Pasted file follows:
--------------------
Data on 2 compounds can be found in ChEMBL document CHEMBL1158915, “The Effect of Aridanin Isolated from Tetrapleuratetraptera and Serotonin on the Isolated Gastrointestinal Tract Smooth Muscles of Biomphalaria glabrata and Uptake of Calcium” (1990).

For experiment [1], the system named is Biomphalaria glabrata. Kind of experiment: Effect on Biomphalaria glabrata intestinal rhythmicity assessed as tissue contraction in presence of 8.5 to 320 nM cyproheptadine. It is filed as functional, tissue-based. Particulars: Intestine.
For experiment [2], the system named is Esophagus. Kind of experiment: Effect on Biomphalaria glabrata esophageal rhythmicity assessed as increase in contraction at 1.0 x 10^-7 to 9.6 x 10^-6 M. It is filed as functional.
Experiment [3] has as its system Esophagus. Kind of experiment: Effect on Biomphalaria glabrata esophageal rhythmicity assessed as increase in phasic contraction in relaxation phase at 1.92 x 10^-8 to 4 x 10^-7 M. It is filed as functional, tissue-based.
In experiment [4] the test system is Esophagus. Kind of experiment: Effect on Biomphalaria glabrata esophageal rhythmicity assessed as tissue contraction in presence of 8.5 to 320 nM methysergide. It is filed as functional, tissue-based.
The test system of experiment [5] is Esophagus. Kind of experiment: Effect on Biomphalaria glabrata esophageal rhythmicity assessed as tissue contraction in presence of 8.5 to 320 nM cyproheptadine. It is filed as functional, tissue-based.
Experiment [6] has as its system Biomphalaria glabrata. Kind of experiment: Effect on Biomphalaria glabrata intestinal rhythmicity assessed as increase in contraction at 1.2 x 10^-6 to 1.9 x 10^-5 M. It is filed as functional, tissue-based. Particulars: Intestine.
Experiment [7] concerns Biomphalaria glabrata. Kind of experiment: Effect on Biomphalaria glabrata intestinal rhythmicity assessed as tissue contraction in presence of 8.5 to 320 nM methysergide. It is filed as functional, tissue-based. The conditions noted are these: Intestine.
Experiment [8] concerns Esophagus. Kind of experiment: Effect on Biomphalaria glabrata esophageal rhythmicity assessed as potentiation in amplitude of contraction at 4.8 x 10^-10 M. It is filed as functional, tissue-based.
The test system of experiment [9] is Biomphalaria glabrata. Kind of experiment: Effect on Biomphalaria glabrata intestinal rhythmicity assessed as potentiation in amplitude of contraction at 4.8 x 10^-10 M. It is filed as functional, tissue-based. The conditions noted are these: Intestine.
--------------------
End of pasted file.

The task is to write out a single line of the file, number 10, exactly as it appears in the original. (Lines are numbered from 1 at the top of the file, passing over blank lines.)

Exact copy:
The test system of experiment [9] is Biomphalaria glabrata. Kind of experiment: Effect on Biomphalaria glabrata intestinal rhythmicity assessed as potentiation in amplitude of contraction at 4.8 x 10^-10 M. It is filed as functional, tissue-based. The conditions noted are these: Intestine.